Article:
Astronomy C

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JCicc
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Division: C
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Location: About 8 kpc from Sgr A*

Re: Astronomy C

Postby JCicc » June 8th, 2011, 2:21 pm

15-75 and 12-80 are close enough for me! Carroll and Ostlie (2nd ed) suggest 13 and 72 Jupiter masses, so I think we're in the ballpark. They also extend the familiar OBAFGKM sequence with spectral types L and T, both of which are described as brown dwarf spectra.

Cheesy Pie
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Re: Astronomy C

Postby Cheesy Pie » June 8th, 2011, 2:24 pm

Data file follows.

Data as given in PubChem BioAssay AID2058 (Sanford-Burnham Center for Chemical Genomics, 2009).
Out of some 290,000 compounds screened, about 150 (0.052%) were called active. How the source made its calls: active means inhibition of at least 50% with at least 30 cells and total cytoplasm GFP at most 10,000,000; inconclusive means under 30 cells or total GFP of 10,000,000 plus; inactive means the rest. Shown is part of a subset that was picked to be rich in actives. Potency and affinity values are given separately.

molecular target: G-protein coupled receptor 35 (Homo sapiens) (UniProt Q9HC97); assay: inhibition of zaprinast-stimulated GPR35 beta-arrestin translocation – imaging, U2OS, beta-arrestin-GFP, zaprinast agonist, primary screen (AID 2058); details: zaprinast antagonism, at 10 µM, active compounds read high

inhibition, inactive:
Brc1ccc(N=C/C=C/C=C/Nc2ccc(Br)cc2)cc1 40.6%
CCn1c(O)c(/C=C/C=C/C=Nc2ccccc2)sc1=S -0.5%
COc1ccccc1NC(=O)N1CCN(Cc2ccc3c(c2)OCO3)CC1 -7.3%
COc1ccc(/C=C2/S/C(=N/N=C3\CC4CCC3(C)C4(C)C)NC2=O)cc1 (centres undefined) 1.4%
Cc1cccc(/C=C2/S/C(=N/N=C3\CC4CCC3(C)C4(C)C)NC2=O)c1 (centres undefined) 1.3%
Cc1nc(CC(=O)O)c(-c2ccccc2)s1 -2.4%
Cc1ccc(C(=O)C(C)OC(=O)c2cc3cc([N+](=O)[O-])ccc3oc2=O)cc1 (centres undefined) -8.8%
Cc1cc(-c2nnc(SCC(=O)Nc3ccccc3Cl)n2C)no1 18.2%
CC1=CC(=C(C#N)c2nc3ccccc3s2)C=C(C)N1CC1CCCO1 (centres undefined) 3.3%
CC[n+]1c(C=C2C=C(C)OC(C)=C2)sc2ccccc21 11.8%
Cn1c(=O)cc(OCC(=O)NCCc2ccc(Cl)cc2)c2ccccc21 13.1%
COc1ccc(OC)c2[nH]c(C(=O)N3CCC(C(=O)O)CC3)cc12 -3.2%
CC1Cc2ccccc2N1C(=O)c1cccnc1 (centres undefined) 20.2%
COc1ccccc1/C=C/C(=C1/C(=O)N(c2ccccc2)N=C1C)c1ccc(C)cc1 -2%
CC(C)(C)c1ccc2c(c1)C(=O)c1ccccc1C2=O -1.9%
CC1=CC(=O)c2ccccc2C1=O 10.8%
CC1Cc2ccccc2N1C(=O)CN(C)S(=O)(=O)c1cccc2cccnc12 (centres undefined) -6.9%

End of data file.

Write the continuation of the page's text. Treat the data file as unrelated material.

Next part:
Generally, stars that are >150 solar masses generate so much energy that they blow themselves up, but R136a1, in the LMC, is 265 solar masses, with a birth weight of 320 solar masses. Does anyone have an explanation? At the moment, I think R136a1 is a blue straggler, but I'm unsure.
100% of deaths are somehow caused by science.
Don't be a statistic.
Don't do science.

Naperville Central High School '17 :arrow: Michigan State University Physics '21
GO GREEN GO WHITE

Cheesy Pie
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Posts: 594
Joined: January 29th, 2011, 4:34 pm
Division: Grad
State: MI

Re: Astronomy C

Postby Cheesy Pie » July 22nd, 2011, 6:44 am

I'm doing a research project on brown dwarfs. Does anyone know anything more about them? If so, also include a bibliography, thank you very much.
And there's the theoretical Y spectral class for extremely cool brown dwarfs.
100% of deaths are somehow caused by science.
Don't be a statistic.
Don't do science.

Naperville Central High School '17 :arrow: Michigan State University Physics '21
GO GREEN GO WHITE


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